Coping With Nephrectomy: My Silent Cancer and Kidney Removal
We all take our kidneys for granted. There they sit; one on each side of our spine in the mid back region just under the ribcage, looking like fist sized red kidney beans. We don’t think about them or wonder exactly what they are doing, and I was the same as everyone else, until I was shocked by an incidental finding of a suspicious cyst on my right kidney. This took me on a journey I was neither prepared for nor understood. In writing this article I hope to give some insight to others whilst handling kidney cancer, its removal and the aftermath.
Symptoms of Kidney Cancer
- Blood in the urine (haematuria): This is the most obvious cause for concern. The problem is that this can be a sign of other problems such as kidney stones, an infection or a prostate problem. There may be such minute amounts of blood in the urine that it is simply not observed by you but other times it may be very obvious. Any blood in the urine that you do see should always be checked out with your doctor immediately.
- Pain in the back, abdomen or flank
- High blood pressure and anaemia
- General ill health: Tiredness, loss of appetite, weight loss, sweating or high temperature are the more vague symptoms and can be indicative of many other health problems.
I felt generally unwell and was so tired that I had to take short naps during the day. I also had bouts of severe nausea and thus my appetite decreased and I lost weight. My acid reflux was playing up at the time and I must admit to putting most of my symptoms down to this. Eventually I went to my doctor who also put it down to my acid reflux. I had blood tests to ensure everything was ok because of the utter tiredness I felt. All tests came back with no negative results.
After repeated visits to my doctor and with no sign of the symptoms abating, I was finally admitted to hospital for investigation. I had blood tests, a chest x-ray, an endoscopy and a CT scan. The blood tests were fine as was the x-ray. The endoscopy showed acid reflux but nothing of more importance. The CT scan showed that I had a 2.6cm cyst on my right kidney. I asked if this was innocent and was told it most probably was a benign cyst but I would have to see a urologist to have it checked out.
An urologist came to see me the same day and didn’t hold back! He told me that it could be cancerous and that I needed an MRI scan as an outpatient. I was then discharged from hospital.
I had to wait several weeks for my MRI scan appointment with a suspected cancer and I became increasingly worried. It’s amazing what the word “cancer” does to a person. I had gone cold when the urologist mentioned the word but the not knowing if the cyst was benign or cancerous was harrowing.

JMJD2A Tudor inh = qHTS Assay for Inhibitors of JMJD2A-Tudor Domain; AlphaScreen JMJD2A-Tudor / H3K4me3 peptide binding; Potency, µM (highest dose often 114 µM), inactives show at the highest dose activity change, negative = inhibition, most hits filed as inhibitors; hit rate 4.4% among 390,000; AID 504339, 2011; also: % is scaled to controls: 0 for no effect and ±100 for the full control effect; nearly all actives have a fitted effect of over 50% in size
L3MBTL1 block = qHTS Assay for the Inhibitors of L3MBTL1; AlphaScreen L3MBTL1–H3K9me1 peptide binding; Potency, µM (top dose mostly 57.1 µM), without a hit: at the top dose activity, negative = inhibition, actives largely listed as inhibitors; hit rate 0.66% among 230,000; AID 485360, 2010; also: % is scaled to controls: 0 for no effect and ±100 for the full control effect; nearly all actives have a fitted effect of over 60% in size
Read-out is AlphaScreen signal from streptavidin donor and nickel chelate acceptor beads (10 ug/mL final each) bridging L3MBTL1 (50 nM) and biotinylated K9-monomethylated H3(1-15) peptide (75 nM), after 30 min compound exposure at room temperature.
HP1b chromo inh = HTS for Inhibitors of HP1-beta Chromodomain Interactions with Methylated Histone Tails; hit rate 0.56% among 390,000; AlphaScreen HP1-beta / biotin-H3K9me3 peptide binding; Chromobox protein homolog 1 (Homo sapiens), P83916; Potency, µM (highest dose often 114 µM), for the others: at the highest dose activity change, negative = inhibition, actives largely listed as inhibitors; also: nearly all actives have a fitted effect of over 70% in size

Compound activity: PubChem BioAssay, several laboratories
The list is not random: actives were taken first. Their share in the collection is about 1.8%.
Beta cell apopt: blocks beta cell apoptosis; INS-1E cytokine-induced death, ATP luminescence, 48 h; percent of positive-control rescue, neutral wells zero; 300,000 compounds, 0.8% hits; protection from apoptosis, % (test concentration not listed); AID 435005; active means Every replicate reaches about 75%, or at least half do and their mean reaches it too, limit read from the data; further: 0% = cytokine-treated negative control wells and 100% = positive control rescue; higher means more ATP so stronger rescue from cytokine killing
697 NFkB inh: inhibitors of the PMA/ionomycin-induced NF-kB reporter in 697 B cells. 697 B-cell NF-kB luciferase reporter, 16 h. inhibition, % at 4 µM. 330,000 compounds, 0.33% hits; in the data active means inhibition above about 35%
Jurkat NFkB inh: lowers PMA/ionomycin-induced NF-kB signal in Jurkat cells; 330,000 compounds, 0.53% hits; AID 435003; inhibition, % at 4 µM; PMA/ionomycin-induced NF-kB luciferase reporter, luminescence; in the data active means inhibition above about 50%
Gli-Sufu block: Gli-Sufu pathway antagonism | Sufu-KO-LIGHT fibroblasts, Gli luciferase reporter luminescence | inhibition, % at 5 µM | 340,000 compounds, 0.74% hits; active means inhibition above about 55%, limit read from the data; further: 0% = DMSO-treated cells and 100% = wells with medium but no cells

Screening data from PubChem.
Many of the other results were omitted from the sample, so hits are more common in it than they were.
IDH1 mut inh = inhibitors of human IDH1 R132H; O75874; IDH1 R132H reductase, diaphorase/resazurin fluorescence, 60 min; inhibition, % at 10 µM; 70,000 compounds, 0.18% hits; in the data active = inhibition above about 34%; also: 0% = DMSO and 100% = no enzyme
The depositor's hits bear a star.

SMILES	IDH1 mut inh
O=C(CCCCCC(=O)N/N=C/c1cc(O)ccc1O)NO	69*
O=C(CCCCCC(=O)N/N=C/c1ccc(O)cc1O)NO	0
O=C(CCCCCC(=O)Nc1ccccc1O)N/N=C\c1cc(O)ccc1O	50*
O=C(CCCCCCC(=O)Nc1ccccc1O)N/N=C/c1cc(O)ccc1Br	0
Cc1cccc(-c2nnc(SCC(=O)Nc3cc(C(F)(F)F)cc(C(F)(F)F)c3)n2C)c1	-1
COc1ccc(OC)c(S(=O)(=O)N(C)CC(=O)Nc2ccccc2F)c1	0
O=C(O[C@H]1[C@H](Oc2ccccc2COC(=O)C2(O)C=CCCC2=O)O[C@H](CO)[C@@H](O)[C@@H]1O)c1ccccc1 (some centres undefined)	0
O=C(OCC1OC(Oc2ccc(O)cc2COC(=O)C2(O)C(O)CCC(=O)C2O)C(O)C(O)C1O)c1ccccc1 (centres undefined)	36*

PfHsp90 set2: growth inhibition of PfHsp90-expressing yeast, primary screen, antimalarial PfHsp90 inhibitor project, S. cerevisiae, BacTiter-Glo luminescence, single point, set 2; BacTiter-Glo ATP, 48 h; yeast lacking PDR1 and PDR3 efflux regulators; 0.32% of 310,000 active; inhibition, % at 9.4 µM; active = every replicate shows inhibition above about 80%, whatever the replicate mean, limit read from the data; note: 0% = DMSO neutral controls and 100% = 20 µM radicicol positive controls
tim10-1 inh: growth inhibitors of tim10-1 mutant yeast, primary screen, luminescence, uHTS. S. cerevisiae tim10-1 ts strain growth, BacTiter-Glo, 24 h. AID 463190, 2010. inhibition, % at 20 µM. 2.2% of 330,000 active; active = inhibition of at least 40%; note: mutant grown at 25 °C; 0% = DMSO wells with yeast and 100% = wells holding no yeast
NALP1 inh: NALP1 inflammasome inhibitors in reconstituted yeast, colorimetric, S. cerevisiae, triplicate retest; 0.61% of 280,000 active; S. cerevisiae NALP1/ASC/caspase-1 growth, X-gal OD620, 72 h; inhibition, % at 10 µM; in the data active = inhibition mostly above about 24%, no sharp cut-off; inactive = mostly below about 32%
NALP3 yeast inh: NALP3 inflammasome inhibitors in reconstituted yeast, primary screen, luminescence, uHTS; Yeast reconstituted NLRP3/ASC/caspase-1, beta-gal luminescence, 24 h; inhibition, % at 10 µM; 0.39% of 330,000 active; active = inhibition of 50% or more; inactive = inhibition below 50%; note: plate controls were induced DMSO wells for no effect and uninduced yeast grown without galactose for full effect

I had the MRI scan which wasn’t pleasant as I am somewhat claustrophobic, and then I waited two more weeks to be given a hospital appointment for the results. After more waiting and worrying, I was told that I had something called a Bozniak cyst grade three. The words suspicious and sinister were used to describe it and I was told it simply had to be taken out as the probability of it being cancerous had now risen. The reality was beginning to hit me big time! This wasn’t so much of a maybe any more, and after another ultrasound scan I was booked in two weeks later for a radical nephrectomy.
Radical and Partial Nephrectomy
When you have a suspicious cyst that is most probably cancerous, you are offered a full kidney removal (radical nephrectomy) or a partial kidney removal (partial nephrectomy). The size of the cyst and its position may indicate the best operation. Mine was bang in the middle of the kidney but by kidney cyst standards was not huge. I was offered a partial nephrectomy which could be done by either open surgery or keyhole surgery (laparoscopic surgery). I was also offered a full or radical nephrectomy by open surgery or keyhole surgery.
I was sent away to consider the options and was given these factors to consider:
- Keyhole surgery would mean a quicker recovery time with three small incisions; one for the drain, one for the instruments and one where the actual kidney would be removed from my body
- Open surgery would mean a slower recovery time, would leave me with a ten inch scar but is a good option for any complications such as bleeding. The duration of the operation is a little less than keyhole surgery
- Recovery time would be more or less the same for open or keyhole surgery as described above
- Would leave me with just under half of my kidney but no one could be sure that cancer cells wouldn’t stray during the operation
- Is a more complicated surgery and risks are higher for needing subsequent surgery in the future